Products aren’t sold off the shelves because they’re amazing and revolutionary.
Having an ‘amazing product’ is no longer enough. I ran out of fingers when I counted the number of amazing products expected to sell, like hotcakes, but failed due to poor marketing.
Think of Crystal Pepsi. Or Amazon Fire Phone. Or that Cheetos Lip Balm.
Those products were backed by renowned brands and expected to help increase revenue, but they all failed to impact the consumers’ minds.
That shows that an ‘amazing product’ is a tiny fraction of a big marketing equation.
So, what does the whole equation look like?
Well, this is where we start talking about the 4 Ps of marketing:
Product, price, place, and promotion.
In this article, I’ll be examining the origin of the concept of the 4 Ps of marketing, the 4 Ps of marketing explained, how to use the four Ps of marketing to develop your marketing strategy, the 3 extra Ps, etc.
Ready to dive in?
Let’s get started.
Understanding The 4 Ps of Marketing.
Another term for the 4 Ps of marketing is the word marketing mix. Like other marketing themes and concepts, the 4Ps of marketing have been around for a while.
In 1948, Harvard University Prof. James Culliton published an article entitled, The Management of Marketing Costs, in which Culliton describes marketers as ‘mixers of ingredients.’
Some years later, Cullitons’ colleague Professor Neil Borden published a retrospective article detailing the early history of the marketing mix in which he claims that he was inspired by Culliton’s idea of ‘mixers’ and credits himself with popularising the concept of the ‘marketing mix.
The 4Ps of Marketing Explained.
Before selling your product, you need to understand the relationship between the 4Ps of marketing. In isolation, they don’t work best, but together, they make the perfect marketing mix.
The first “P” of the marketing mix is the product. Every marketing campaign begins with having a product or service.
Getting a product that your ideal customer will love to pay for consistently starts with you understanding your customer’s pain points. A good product has to address customer pain points and be a reliable solution.
So, how do you understand customer pain points? Well, this is where research comes into play.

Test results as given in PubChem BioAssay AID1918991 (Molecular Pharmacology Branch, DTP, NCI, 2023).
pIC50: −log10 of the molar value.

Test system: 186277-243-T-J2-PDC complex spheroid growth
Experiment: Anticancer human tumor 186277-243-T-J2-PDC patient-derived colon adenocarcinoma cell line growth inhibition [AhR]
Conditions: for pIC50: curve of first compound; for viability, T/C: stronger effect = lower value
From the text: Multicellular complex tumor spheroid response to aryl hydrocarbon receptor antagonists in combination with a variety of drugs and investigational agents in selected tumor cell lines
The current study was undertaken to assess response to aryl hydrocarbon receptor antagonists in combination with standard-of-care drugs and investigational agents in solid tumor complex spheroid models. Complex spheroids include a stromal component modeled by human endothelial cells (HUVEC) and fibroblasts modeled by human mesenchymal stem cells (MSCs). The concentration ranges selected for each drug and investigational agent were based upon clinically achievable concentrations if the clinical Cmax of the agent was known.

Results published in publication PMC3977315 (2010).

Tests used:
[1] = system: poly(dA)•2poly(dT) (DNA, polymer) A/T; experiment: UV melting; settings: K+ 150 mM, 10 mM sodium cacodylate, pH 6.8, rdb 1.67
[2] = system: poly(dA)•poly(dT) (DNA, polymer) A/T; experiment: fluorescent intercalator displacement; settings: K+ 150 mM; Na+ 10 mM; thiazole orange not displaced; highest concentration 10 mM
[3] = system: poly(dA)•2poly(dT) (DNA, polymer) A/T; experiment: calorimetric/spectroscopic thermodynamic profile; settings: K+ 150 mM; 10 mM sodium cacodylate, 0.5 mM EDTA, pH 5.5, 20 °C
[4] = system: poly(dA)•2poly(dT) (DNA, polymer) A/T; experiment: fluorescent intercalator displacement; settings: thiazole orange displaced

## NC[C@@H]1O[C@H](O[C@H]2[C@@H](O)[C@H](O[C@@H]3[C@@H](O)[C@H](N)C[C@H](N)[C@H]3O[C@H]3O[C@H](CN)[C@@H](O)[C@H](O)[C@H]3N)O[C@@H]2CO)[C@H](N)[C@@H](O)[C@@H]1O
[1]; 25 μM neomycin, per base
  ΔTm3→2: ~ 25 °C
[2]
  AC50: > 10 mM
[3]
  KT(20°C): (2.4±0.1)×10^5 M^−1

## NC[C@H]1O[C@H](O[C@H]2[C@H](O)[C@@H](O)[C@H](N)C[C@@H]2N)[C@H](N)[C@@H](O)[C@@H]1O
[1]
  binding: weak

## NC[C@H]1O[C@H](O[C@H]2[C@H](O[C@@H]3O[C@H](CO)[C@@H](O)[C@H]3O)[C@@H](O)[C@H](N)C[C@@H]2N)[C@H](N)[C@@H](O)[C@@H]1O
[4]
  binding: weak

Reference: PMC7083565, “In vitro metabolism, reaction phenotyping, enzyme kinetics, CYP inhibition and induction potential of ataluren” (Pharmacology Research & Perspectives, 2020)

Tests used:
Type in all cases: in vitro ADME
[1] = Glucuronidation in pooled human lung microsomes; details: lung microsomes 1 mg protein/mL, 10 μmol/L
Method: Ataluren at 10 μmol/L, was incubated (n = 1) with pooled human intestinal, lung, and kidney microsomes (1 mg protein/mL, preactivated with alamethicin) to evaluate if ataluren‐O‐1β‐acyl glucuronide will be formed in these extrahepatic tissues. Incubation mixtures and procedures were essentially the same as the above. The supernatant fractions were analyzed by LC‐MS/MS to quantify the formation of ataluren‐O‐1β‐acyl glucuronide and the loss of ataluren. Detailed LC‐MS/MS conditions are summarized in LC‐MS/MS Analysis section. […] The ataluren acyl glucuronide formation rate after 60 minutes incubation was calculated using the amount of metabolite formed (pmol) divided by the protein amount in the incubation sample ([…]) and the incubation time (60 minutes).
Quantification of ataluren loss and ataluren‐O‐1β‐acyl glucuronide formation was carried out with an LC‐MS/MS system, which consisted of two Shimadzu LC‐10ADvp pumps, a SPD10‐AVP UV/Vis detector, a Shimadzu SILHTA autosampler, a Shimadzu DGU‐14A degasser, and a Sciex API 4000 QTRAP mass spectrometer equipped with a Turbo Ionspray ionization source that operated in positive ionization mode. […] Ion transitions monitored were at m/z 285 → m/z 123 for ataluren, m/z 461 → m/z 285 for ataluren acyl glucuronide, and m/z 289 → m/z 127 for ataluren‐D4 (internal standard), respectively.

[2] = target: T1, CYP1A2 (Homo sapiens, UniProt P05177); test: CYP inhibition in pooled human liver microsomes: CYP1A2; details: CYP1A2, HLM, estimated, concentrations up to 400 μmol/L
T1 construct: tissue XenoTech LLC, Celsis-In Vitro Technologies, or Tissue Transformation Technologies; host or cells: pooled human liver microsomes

Customer research before developing a product helps to reduce the risk of having a product your ideal audience doesn’t want.
There are four types of research to consider;
1. Quantitative research:
This type of research goes for facts and its objective; an example is asking the question, ‘How much are you willing to pay for a product like this?’ These types of questions could be sent out using a questionnaire and calculated to find the sweet spot for your audience.
2. Qualitative research:
This type of research is detail-driven and subjective, and it’s often based on opinions and not facts. It usually involves open-ended questions that allow the respondent to explain their thoughts. Here, you could conduct jobs-to-be-done interviews, send out open-ended questionnaires, etc.
3. Primary research:
This involves interacting directly with your audience and getting details and facts from them. For instance, setting up a customer survey on your website or sending it via email is a way of conducting primary research with your audience.
4. Secondary research:
The research has been done by someone else, like an organization, and it’s available online. In this instance, you might need to purchase it, or it could be available for free.
You’ll notice that these customer research techniques overlap and are essential in getting valuable insight before developing a product.
Professional tip: something else you can do during the product stage of the 4Ps is to study what’s available on the market so you can see the products your target audience is used to and features they’d like to see, and you develop them in your product.
This helps with product differentiation and a unique selling proposition.
Here’s an example of how myobvi differentiates its collagen products in the supplements niche;
The collagen market is saturated with many products that don’t taste good and don’t live up to the hype.
Obvi saw this, made a move, and they’re known for their great taste and results. See some reviews below.
Place here refers to where your product can be found (bought and sold); this refers to physical and online channels. One critical question you must answer is which distribution channels (online and offline) your prospective customers love to hang out.
Once you figure this out, the place factor in the 4Ps is taken care of.
Here’s an example;
Walmart has an online presence and retail locations (distribution channels), so the makers of cheap toys for kids have an advantage because they can list them online and in retail locations. This makes it very accessible to families wanting the toys online or offline.
Walmart’s online presence;
Retail store finder;
Here’s how Nike crushes it with placement;
You can also find Nike online;
P.S: If you miss it here (where your products are placed and seen), you’ll be overrun with low sales, bottoming revenue, and frustration.
Price is the amount your target audience is willing to pay for your product.
This is where many businesses miss it because the prices on products aren’t done considering the target audience but the brand.